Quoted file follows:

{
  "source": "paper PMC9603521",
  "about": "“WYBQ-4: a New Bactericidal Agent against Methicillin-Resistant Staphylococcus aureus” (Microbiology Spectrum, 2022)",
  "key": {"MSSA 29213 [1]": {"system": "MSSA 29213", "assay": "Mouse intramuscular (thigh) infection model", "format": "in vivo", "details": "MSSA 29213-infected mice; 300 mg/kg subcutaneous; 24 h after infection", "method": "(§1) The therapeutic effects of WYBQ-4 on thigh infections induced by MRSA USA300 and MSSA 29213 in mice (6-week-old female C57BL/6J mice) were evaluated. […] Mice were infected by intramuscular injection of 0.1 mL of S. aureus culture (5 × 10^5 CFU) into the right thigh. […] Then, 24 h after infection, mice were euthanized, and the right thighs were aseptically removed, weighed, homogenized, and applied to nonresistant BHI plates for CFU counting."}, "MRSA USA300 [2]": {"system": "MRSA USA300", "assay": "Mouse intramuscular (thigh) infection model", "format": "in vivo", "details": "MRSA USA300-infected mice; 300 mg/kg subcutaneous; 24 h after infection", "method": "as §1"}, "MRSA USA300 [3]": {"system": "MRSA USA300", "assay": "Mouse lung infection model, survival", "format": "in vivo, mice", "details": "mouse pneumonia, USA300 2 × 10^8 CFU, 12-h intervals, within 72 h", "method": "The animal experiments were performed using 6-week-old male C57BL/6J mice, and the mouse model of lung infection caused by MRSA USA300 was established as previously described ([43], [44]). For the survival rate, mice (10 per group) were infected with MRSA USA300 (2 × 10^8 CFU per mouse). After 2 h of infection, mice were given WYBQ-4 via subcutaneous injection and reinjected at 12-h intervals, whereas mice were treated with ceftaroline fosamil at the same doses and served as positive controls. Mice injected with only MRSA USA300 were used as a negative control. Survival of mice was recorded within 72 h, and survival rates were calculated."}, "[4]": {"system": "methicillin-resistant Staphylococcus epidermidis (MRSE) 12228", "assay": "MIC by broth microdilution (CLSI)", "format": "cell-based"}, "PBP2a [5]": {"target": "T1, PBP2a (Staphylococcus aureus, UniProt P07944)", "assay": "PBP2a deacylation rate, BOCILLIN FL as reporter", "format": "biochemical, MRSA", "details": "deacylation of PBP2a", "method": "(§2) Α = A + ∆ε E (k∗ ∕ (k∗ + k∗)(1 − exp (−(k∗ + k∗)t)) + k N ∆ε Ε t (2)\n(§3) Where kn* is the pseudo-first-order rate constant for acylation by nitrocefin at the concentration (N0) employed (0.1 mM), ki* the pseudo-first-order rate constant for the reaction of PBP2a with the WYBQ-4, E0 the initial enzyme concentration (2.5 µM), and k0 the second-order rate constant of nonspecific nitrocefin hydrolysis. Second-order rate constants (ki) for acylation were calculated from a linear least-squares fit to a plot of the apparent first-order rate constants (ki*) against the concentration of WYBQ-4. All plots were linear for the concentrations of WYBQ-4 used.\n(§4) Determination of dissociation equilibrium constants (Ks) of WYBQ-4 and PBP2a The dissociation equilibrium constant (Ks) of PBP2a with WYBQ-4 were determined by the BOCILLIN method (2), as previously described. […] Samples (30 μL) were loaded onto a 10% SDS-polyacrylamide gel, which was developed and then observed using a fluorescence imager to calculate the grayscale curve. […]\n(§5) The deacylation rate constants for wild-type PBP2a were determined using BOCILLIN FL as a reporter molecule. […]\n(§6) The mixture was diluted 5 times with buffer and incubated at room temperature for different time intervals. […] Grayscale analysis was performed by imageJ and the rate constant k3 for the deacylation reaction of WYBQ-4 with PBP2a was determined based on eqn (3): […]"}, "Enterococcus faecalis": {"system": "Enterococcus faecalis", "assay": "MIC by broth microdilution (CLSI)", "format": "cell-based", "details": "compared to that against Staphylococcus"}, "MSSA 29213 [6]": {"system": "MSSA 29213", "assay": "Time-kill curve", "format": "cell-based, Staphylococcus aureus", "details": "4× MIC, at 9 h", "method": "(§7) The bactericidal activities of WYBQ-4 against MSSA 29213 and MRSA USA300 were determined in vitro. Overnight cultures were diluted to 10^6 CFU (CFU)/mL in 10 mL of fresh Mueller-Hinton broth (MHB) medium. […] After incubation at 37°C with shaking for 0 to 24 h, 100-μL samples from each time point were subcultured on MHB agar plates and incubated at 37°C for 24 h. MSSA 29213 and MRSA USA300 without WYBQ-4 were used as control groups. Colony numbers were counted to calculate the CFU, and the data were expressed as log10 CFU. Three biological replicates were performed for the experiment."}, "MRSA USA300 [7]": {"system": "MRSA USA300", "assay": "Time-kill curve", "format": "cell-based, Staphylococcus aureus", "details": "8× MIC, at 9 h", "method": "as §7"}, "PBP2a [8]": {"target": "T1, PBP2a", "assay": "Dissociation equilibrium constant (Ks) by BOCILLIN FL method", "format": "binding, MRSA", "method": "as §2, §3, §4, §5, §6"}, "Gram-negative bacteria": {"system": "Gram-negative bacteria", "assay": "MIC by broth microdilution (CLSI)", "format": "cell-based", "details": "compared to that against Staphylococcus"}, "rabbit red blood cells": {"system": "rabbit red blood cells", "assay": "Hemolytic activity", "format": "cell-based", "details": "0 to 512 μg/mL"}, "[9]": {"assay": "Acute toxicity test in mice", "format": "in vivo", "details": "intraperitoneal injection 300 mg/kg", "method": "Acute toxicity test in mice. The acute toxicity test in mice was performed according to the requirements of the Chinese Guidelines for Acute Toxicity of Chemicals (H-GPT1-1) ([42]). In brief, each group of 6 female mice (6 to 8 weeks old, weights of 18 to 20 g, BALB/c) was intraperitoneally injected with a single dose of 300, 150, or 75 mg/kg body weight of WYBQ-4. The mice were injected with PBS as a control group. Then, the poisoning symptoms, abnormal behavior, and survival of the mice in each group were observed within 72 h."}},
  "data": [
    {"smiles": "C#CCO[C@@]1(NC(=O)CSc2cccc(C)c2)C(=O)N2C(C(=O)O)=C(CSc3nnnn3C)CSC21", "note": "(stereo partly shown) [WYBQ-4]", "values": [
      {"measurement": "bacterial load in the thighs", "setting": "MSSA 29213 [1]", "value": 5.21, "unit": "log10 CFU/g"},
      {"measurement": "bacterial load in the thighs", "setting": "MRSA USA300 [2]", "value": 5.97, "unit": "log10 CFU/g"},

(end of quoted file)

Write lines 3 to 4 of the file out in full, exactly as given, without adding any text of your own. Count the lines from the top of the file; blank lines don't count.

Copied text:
  "about": "“WYBQ-4: a New Bactericidal Agent against Methicillin-Resistant Staphylococcus aureus” (Microbiology Spectrum, 2022)",
  "key": {"MSSA 29213 [1]": {"system": "MSSA 29213", "assay": "Mouse intramuscular (thigh) infection model", "format": "in vivo", "details": "MSSA 29213-infected mice; 300 mg/kg subcutaneous; 24 h after infection", "method": "(§1) The therapeutic effects of WYBQ-4 on thigh infections induced by MRSA USA300 and MSSA 29213 in mice (6-week-old female C57BL/6J mice) were evaluated. […] Mice were infected by intramuscular injection of 0.1 mL of S. aureus culture (5 × 10^5 CFU) into the right thigh. […] Then, 24 h after infection, mice were euthanized, and the right thighs were aseptically removed, weighed, homogenized, and applied to nonresistant BHI plates for CFU counting."}, "MRSA USA300 [2]": {"system": "MRSA USA300", "assay": "Mouse intramuscular (thigh) infection model", "format": "in vivo", "details": "MRSA USA300-infected mice; 300 mg/kg subcutaneous; 24 h after infection", "method": "as §1"}, "MRSA USA300 [3]": {"system": "MRSA USA300", "assay": "Mouse lung infection model, survival", "format": "in vivo, mice", "details": "mouse pneumonia, USA300 2 × 10^8 CFU, 12-h intervals, within 72 h", "method": "The animal experiments were performed using 6-week-old male C57BL/6J mice, and the mouse model of lung infection caused by MRSA USA300 was established as previously described ([43], [44]). For the survival rate, mice (10 per group) were infected with MRSA USA300 (2 × 10^8 CFU per mouse). After 2 h of infection, mice were given WYBQ-4 via subcutaneous injection and reinjected at 12-h intervals, whereas mice were treated with ceftaroline fosamil at the same doses and served as positive controls. Mice injected with only MRSA USA300 were used as a negative control. Survival of mice was recorded within 72 h, and survival rates were calculated."}, "[4]": {"system": "methicillin-resistant Staphylococcus epidermidis (MRSE) 12228", "assay": "MIC by broth microdilution (CLSI)", "format": "cell-based"}, "PBP2a [5]": {"target": "T1, PBP2a (Staphylococcus aureus, UniProt P07944)", "assay": "PBP2a deacylation rate, BOCILLIN FL as reporter", "format": "biochemical, MRSA", "details": "deacylation of PBP2a", "method": "(§2) Α = A + ∆ε E (k∗ ∕ (k∗ + k∗)(1 − exp (−(k∗ + k∗)t)) + k N ∆ε Ε t (2)\n(§3) Where kn* is the pseudo-first-order rate constant for acylation by nitrocefin at the concentration (N0) employed (0.1 mM), ki* the pseudo-first-order rate constant for the reaction of PBP2a with the WYBQ-4, E0 the initial enzyme concentration (2.5 µM), and k0 the second-order rate constant of nonspecific nitrocefin hydrolysis. Second-order rate constants (ki) for acylation were calculated from a linear least-squares fit to a plot of the apparent first-order rate constants (ki*) against the concentration of WYBQ-4. All plots were linear for the concentrations of WYBQ-4 used.\n(§4) Determination of dissociation equilibrium constants (Ks) of WYBQ-4 and PBP2a The dissociation equilibrium constant (Ks) of PBP2a with WYBQ-4 were determined by the BOCILLIN method (2), as previously described. […] Samples (30 μL) were loaded onto a 10% SDS-polyacrylamide gel, which was developed and then observed using a fluorescence imager to calculate the grayscale curve. […]\n(§5) The deacylation rate constants for wild-type PBP2a were determined using BOCILLIN FL as a reporter molecule. […]\n(§6) The mixture was diluted 5 times with buffer and incubated at room temperature for different time intervals. […] Grayscale analysis was performed by imageJ and the rate constant k3 for the deacylation reaction of WYBQ-4 with PBP2a was determined based on eqn (3): […]"}, "Enterococcus faecalis": {"system": "Enterococcus faecalis", "assay": "MIC by broth microdilution (CLSI)", "format": "cell-based", "details": "compared to that against Staphylococcus"}, "MSSA 29213 [6]": {"system": "MSSA 29213", "assay": "Time-kill curve", "format": "cell-based, Staphylococcus aureus", "details": "4× MIC, at 9 h", "method": "(§7) The bactericidal activities of WYBQ-4 against MSSA 29213 and MRSA USA300 were determined in vitro. Overnight cultures were diluted to 10^6 CFU (CFU)/mL in 10 mL of fresh Mueller-Hinton broth (MHB) medium. […] After incubation at 37°C with shaking for 0 to 24 h, 100-μL samples from each time point were subcultured on MHB agar plates and incubated at 37°C for 24 h. MSSA 29213 and MRSA USA300 without WYBQ-4 were used as control groups. Colony numbers were counted to calculate the CFU, and the data were expressed as log10 CFU. Three biological replicates were performed for the experiment."}, "MRSA USA300 [7]": {"system": "MRSA USA300", "assay": "Time-kill curve", "format": "cell-based, Staphylococcus aureus", "details": "8× MIC, at 9 h", "method": "as §7"}, "PBP2a [8]": {"target": "T1, PBP2a", "assay": "Dissociation equilibrium constant (Ks) by BOCILLIN FL method", "format": "binding, MRSA", "method": "as §2, §3, §4, §5, §6"}, "Gram-negative bacteria": {"system": "Gram-negative bacteria", "assay": "MIC by broth microdilution (CLSI)", "format": "cell-based", "details": "compared to that against Staphylococcus"}, "rabbit red blood cells": {"system": "rabbit red blood cells", "assay": "Hemolytic activity", "format": "cell-based", "details": "0 to 512 μg/mL"}, "[9]": {"assay": "Acute toxicity test in mice", "format": "in vivo", "details": "intraperitoneal injection 300 mg/kg", "method": "Acute toxicity test in mice. The acute toxicity test in mice was performed according to the requirements of the Chinese Guidelines for Acute Toxicity of Chemicals (H-GPT1-1) ([42]). In brief, each group of 6 female mice (6 to 8 weeks old, weights of 18 to 20 g, BALB/c) was intraperitoneally injected with a single dose of 300, 150, or 75 mg/kg body weight of WYBQ-4. The mice were injected with PBS as a control group. Then, the poisoning symptoms, abnormal behavior, and survival of the mice in each group were observed within 72 h."}},